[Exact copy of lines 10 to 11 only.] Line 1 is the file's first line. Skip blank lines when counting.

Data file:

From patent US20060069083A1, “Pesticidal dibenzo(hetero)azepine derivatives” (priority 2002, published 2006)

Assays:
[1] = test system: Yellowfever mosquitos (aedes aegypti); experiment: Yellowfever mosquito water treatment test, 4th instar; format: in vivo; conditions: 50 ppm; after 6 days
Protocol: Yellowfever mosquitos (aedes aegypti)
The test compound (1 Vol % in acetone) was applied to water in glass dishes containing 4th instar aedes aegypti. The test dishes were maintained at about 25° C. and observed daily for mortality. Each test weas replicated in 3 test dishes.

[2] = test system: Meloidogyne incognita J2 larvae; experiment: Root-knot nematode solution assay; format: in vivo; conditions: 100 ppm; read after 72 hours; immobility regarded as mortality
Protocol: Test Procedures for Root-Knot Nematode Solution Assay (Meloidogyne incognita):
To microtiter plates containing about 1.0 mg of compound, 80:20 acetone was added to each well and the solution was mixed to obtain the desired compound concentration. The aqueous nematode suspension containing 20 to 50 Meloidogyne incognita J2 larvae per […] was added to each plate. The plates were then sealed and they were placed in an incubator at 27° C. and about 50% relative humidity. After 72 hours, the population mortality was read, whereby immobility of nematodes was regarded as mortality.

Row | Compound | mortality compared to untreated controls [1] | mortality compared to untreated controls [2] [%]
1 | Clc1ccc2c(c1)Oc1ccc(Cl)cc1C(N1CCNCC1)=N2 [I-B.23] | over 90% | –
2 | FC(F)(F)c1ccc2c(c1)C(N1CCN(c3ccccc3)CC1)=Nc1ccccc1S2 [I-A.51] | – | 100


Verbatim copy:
1 | Clc1ccc2c(c1)Oc1ccc(Cl)cc1C(N1CCNCC1)=N2 [I-B.23] | over 90% | –
2 | FC(F)(F)c1ccc2c(c1)C(N1CCN(c3ccccc3)CC1)=Nc1ccccc1S2 [I-A.51] | – | 100